Bombing Shows Pakistan Militant Groups Uniting

Another problem is Pakistan's inability to crack down on the Punjabi militant groups, Aziz said.

After the November 2008 Mumbai attacks, the United Nations banned Jamaat-ud-Dawa, the Pakistani charity associated with Lashkar-e-Taiba, the group accused of organizing the attacks.

But Jamaat-ud-Dawa workers were recently discovered helping the millions of people displaced from their homes by fighting in the Northwest Frontier Province. And Aziz makes a rare admission that Pakistan has not actually cracked down on Jamaat-ud-Dawa, as it has promised.

"They have been banned by the government, but they have their outfits, they changed their name, and they come through another organization, because the ideology is there," he said. "You can't kill the ideology."

The ideology is fueled, residents and officials across southern Punjab say, by rampant poverty and joblessness.

For Pakistand Militant Groups, 'Poverty Is the Driver'

On a recent visit, Dera Ghazi Khan's streets were filled with residents milling about, saying they had nothing to do.

"This is a very backward area. People raise cattle or do agriculture and literacy level is very low," says Manzoor Ahmad Laghari while standing in one of the city's main markets. "The level of education is almost zero, but neither the government nor the education department is interested" in helping.

Muhammad Kaleem, a shopkeeper, said, "In D.G. Khan, almost everyone has become unemployed. We used to find a little work but that has now finished."

One resident of the area said militant groups would recruit children in part by taking them temporarily to training camps where they would "see lives demonstrably better than those they had at home." The kids are fed well and sent back to their families, who often can provide much less.

"Poverty is the driver," said this resident, who would not speak unless allowed anonymity. "Then it becomes ideological."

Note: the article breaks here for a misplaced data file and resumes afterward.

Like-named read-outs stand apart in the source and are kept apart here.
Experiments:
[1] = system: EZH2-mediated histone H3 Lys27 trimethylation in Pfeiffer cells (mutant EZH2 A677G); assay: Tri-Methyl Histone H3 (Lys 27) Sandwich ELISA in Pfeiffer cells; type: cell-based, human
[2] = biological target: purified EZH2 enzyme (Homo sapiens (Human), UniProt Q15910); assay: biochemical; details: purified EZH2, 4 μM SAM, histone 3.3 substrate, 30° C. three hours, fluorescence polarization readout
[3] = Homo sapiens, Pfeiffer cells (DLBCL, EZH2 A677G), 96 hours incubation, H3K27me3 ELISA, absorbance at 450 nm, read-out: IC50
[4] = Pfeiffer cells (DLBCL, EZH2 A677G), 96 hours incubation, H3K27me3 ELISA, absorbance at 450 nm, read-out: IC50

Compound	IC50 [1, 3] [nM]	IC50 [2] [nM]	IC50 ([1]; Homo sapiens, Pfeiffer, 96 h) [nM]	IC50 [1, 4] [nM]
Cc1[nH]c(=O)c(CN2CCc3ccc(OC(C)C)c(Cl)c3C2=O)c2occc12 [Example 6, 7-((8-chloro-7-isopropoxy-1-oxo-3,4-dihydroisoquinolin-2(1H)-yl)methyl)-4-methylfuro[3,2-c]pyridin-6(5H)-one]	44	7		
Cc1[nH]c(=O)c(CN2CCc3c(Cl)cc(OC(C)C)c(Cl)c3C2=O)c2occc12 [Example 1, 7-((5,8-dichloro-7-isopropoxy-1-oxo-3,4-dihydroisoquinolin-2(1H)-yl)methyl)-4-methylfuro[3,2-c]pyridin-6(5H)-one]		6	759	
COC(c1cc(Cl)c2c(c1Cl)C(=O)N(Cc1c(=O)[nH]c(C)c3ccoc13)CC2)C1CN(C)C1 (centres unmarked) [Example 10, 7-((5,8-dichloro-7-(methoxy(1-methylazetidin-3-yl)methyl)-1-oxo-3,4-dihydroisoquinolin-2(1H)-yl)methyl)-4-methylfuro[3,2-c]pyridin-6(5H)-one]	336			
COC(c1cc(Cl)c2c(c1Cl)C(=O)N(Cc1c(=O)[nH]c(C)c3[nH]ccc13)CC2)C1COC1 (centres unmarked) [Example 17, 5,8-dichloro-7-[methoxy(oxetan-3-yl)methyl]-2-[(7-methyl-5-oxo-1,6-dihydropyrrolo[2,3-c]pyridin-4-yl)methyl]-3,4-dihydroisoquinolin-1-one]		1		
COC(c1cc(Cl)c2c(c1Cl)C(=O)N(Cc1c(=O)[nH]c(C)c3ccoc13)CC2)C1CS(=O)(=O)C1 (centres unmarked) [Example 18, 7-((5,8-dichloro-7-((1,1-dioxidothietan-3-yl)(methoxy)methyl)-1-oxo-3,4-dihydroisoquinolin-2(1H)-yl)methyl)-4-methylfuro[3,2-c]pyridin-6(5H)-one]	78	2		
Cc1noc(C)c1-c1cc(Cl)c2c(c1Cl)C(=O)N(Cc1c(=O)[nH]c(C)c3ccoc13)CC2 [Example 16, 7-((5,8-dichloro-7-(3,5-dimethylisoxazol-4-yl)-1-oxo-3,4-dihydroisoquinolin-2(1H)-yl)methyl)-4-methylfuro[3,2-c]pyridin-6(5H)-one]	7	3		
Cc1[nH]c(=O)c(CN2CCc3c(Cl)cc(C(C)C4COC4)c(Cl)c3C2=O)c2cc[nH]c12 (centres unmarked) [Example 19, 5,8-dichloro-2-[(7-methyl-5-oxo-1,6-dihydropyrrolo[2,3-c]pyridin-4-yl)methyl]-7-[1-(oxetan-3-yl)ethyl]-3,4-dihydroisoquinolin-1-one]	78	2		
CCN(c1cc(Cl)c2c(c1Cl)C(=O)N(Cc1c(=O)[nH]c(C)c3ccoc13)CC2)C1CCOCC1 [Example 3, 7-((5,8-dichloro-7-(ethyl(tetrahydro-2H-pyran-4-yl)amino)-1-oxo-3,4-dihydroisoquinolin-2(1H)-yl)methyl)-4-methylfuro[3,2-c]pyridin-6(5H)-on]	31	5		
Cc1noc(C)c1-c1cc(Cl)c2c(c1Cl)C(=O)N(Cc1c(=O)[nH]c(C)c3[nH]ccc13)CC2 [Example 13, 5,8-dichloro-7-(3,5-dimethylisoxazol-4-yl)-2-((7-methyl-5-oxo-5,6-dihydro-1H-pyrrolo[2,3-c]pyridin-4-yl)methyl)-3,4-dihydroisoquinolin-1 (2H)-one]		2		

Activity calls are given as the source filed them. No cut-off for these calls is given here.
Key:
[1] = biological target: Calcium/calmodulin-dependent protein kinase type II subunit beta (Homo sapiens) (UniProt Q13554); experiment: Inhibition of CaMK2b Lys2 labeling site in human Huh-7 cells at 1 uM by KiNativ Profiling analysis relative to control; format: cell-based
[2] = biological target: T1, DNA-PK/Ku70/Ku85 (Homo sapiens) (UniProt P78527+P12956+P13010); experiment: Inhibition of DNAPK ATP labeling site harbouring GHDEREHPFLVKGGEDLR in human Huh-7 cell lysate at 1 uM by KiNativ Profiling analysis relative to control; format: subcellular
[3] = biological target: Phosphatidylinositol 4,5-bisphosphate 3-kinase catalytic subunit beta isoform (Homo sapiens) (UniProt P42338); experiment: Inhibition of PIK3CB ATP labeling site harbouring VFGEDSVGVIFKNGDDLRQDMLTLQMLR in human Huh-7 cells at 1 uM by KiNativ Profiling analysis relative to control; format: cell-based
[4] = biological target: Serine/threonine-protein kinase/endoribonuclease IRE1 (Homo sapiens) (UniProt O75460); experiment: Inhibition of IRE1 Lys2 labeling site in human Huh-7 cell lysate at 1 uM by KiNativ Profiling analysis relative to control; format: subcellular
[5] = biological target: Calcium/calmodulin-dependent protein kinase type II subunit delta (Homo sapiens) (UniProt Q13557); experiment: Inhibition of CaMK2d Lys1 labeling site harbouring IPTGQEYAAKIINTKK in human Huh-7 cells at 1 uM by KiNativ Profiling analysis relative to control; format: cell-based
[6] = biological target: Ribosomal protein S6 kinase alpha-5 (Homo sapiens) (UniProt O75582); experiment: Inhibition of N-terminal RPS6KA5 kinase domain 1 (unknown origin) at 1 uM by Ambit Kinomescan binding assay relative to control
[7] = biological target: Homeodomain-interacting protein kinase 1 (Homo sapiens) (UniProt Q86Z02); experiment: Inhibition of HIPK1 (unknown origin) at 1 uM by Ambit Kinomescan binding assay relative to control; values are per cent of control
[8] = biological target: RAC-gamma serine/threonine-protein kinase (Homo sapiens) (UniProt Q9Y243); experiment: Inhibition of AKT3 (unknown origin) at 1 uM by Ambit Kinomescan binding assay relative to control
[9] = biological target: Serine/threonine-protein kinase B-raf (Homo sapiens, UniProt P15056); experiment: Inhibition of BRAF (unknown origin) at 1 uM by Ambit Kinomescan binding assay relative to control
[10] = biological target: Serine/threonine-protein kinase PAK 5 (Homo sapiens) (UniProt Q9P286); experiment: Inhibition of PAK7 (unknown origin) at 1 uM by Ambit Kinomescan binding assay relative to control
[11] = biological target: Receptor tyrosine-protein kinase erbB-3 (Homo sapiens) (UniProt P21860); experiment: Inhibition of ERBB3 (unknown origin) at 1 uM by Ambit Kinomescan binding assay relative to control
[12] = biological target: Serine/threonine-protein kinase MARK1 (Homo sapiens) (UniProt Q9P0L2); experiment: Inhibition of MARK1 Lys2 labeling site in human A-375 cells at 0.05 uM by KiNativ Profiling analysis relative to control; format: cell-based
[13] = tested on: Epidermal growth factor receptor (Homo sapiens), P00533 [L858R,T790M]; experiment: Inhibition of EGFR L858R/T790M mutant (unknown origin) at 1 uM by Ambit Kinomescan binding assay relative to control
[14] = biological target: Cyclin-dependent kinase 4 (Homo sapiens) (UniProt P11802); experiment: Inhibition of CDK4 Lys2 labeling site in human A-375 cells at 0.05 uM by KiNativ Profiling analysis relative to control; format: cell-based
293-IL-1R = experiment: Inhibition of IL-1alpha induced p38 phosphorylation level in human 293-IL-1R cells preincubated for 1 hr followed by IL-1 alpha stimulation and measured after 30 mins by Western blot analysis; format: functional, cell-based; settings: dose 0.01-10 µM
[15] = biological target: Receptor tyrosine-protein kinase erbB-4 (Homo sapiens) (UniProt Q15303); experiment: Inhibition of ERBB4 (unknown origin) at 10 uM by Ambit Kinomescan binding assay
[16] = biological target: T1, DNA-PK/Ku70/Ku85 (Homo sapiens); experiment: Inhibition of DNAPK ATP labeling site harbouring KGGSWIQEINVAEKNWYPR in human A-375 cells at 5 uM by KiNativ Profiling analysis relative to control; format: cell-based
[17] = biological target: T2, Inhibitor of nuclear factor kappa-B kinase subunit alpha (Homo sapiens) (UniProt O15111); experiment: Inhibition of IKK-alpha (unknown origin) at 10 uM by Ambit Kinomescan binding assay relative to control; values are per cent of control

The United States has spent more than half a billion dollars on health and economic programs in southern Punjab, but residents say the trend is heading in the wrong direction.

Many in Dera Ghazi Khan mentioned an explosion at a Shiite mosque in early February. They said since that incident the security situation had quickly deteriorated, especially at night in the villages outside the main city.

One resident said Shiite members of the community received envelopes with the equivalent of $6 in them -- enough, an attached note told the recipients, to buy their own coffin.

That is a tactic that Taliban militants have employed in the northwest, and Aziz said the mosque attack was likely a sign that Taliban were helping local militants become more active.

"This is a triangle, this is a nexus between all the ideologies which are coming to one point, to one pyramid, and they all have connections, and they all are involved in it," he said.

U.S. and local officials argue that one of the militant groups' main recruiting grounds are schools, especially religious schools, or madrassas, most of which are based in southern Punjab.

Madrassas Used to Convert Youth to Terror

In the South Punjab city of Bawalpaur, where militant groups are particularly strong, residents say leaders of the militant group Jaish-e-Muhammad have taken over madrassas in an attempt to convert young students to their group.

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